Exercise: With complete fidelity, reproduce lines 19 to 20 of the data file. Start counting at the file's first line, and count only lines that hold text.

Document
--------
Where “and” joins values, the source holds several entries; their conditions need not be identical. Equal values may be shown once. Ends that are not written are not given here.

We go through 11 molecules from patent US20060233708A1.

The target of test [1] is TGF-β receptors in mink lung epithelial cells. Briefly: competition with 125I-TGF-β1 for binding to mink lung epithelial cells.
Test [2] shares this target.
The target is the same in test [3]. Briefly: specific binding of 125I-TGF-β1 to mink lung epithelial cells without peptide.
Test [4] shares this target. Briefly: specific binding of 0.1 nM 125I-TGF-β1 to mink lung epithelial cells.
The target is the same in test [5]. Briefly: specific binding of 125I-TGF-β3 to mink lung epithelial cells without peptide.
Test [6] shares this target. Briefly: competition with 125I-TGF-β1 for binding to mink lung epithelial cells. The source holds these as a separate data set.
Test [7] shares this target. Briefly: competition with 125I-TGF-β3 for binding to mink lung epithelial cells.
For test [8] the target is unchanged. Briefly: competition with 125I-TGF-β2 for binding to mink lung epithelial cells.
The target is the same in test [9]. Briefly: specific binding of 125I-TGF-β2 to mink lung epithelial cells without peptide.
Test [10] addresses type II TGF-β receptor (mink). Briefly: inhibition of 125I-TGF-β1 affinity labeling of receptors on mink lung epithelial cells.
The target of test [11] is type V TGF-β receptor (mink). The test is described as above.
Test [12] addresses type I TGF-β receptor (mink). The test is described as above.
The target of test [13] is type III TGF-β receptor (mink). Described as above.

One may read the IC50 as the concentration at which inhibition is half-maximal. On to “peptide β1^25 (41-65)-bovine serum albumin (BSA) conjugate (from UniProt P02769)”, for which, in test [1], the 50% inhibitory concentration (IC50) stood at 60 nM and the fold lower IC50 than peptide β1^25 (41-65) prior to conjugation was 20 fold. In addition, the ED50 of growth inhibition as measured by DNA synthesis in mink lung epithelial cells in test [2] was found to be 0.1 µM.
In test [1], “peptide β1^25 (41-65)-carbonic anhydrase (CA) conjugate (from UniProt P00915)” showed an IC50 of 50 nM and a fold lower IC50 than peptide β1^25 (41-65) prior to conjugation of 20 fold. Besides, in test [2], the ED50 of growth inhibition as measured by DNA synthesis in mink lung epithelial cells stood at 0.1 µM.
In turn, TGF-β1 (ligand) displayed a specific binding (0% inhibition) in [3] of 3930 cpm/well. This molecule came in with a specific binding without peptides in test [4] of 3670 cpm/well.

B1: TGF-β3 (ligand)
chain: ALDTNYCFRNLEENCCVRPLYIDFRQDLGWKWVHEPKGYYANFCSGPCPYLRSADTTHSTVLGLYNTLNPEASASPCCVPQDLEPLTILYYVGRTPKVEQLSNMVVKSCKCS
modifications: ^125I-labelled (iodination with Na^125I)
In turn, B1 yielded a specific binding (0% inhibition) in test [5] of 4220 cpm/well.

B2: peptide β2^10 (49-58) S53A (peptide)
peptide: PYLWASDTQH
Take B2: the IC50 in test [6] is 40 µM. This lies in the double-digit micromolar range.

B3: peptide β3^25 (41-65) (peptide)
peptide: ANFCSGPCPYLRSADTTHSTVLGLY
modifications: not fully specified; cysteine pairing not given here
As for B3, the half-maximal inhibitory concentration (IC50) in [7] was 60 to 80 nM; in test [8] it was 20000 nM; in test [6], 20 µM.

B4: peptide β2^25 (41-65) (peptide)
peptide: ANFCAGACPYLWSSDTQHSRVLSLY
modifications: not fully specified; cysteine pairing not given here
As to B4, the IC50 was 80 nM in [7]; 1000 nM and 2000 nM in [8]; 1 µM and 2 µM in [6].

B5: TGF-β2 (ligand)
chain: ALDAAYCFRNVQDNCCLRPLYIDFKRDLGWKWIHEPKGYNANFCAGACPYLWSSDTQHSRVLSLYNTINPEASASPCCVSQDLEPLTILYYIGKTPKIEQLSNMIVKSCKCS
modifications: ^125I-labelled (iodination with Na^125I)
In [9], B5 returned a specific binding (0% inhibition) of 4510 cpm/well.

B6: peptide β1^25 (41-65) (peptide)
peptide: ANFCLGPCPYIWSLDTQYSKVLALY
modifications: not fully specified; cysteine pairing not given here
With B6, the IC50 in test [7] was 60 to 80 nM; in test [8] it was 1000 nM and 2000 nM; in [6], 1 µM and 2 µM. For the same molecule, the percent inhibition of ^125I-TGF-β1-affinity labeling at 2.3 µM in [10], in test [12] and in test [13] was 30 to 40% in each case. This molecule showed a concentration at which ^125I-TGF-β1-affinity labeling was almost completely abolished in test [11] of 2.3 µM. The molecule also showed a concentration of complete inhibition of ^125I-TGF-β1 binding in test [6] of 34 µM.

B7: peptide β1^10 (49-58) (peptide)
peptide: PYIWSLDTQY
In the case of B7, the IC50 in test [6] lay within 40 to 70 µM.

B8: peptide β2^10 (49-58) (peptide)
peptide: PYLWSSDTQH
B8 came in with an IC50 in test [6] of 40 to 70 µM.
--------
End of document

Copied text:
B1: TGF-β3 (ligand)
chain: ALDTNYCFRNLEENCCVRPLYIDFRQDLGWKWVHEPKGYYANFCSGPCPYLRSADTTHSTVLGLYNTLNPEASASPCCVPQDLEPLTILYYVGRTPKVEQLSNMVVKSCKCS